“Awestruck.” Behind a Regional Funder's Historic Gift to a Public University's Engineering School

Engineering Hall at the University of Illinois at Urbana–Champaign.   Ken Wolter/shutterstock

Engineering Hall at the University of Illinois at Urbana–Champaign. Ken Wolter/shutterstock

One of the more compelling narratives in the higher ed fundraising boom sweeping the country finds universities raising piles of cash to support engineering programs. Donors have earmarked millions for some of the nation’s most elite engineering schools, including Carnegie Mellon, Stanford, the University of Washington, UC Berkeley and MIT.

News out of Illinois shows us what happens when strong funder interest dovetails with surging regional philanthropy and an ambitious fundraising campaign. The Grainger Foundation announced a new $100 million gift and more than $300 million in total support for the University of Illinois at Urbana-Champaign’s College of Engineering. In recognition of the commitment, the college will be renamed the Grainger College of Engineering.

According to the university, the foundation’s total support represents the largest amount ever given to a public university to name a college of engineering, with more than $200 million provided in the last six years. In addition, the new gift is unrestricted, meaning college officials have free rein on where to spend the money.

“I’m awestruck. These things don’t happen that often,” U. of I. Provost Andreas Cangellaris said. “There are so many opportunities and ideas that our faculty is coming up with. You always look for that flexible source of money that will allow you to seek those initiatives and turn them into big successes, not only for engineering but for the entire campus.”

The STEM Gold Rush Rolls On

The Grainger Foundation is the latest in a long line of big-ticket gifts earmarked for engineering schools.

Last July, the German chemical company BASF SE gave UC Berkeley $7 million toward the construction of a new state-of-the-art research science facility. A few months later, Stephen Schwarzman gave MIT $350 million to establish a new College of Computing that will include a new building serving as a hub for computer science, AI and data science. A few months after that, the Allegheny Foundation gave Carnegie Mellon University (CMU) $30 million, the largest gift in the foundation’s history, earmarked for the construction of its new Scaife Hall for the College of Engineering.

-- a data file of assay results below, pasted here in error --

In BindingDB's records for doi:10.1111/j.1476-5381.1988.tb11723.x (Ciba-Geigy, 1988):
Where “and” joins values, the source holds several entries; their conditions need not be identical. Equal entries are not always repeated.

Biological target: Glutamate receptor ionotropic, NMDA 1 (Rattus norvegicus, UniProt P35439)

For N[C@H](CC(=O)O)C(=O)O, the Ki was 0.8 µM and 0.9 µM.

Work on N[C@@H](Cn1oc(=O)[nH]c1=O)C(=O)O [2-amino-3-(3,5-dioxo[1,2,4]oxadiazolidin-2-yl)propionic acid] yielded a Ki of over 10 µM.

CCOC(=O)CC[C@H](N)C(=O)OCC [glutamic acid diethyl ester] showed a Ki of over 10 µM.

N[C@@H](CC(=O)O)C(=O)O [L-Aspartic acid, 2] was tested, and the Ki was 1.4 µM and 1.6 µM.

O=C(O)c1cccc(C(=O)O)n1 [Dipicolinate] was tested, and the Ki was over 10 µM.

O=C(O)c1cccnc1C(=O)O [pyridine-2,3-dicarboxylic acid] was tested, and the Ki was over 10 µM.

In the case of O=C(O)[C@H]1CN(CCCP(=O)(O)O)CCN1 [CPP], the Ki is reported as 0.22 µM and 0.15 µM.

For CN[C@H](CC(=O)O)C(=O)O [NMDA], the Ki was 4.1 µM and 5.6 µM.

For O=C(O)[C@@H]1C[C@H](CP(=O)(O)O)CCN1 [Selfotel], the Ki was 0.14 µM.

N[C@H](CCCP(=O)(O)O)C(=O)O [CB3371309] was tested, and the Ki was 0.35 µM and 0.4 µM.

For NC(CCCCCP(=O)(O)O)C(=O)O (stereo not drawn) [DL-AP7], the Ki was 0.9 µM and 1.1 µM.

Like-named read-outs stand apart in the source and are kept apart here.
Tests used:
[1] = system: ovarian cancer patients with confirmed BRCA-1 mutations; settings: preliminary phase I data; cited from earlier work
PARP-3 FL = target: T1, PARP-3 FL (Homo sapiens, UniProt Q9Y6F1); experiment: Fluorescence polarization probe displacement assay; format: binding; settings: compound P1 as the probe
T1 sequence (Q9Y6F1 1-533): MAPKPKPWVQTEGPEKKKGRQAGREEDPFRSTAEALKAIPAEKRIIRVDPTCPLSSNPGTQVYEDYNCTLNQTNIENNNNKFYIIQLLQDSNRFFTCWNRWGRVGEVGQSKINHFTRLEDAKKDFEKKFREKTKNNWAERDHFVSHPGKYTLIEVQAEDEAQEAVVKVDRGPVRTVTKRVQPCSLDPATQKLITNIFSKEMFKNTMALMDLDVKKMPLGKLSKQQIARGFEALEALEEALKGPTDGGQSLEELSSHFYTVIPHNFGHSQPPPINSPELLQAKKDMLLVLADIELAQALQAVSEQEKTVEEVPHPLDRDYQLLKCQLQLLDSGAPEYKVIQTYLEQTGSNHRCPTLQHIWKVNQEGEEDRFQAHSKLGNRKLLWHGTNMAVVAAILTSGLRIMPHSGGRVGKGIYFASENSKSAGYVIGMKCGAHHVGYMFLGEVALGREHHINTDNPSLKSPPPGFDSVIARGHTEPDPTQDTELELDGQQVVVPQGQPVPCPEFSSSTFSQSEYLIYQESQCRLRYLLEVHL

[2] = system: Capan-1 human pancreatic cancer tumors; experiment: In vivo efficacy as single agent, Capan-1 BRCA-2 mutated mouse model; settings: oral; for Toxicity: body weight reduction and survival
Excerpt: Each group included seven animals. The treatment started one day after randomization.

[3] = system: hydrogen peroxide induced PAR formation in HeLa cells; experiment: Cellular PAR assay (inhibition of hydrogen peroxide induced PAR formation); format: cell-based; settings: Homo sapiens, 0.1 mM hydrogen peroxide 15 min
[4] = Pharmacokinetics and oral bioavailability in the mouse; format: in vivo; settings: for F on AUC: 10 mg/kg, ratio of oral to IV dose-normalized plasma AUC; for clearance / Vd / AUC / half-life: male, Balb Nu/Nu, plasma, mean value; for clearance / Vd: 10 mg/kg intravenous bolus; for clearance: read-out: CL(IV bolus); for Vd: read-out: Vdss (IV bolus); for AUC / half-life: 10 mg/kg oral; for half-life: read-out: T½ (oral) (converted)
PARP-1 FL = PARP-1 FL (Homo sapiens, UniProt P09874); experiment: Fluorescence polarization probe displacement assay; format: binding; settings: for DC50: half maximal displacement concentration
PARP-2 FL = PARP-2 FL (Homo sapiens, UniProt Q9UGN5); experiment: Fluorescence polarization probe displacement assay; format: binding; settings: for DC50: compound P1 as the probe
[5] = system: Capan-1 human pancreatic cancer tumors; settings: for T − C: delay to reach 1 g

And earlier this year, the University of Washington opened the Bill & Melinda Gates Center for Computer Science and & Engineering. With a price tag of $110 million, roughly $70 million in funding came from donors such as the Zillow Group, Microsoft, the Bill & Melinda Gates Foundation, Amazon and more than 300 Allen School alumni.

As for the Grainger gift, Rashid Bashir, dean of the Grainger College of Engineering, said the money will enable faculty and leadership to pursue multiple major initiatives simultaneously. Among the priorities he identified were boosting research, broadening the undergraduate programs and ramping up recruitment of students from underrepresented groups.

Surging Demand

The proliferation of STEM gifts follows a 2018 study from Deloitte and the Manufacturing Institute that found the STEM skills gap may leave an estimated 2.4 million positions unfilled between 2018 and 2028, with a potential economic impact of $2.5 trillion. The study also shows that the positions relating to “digital talent, skilled production, and operational managers” may be three times as difficult to fill in the next three years.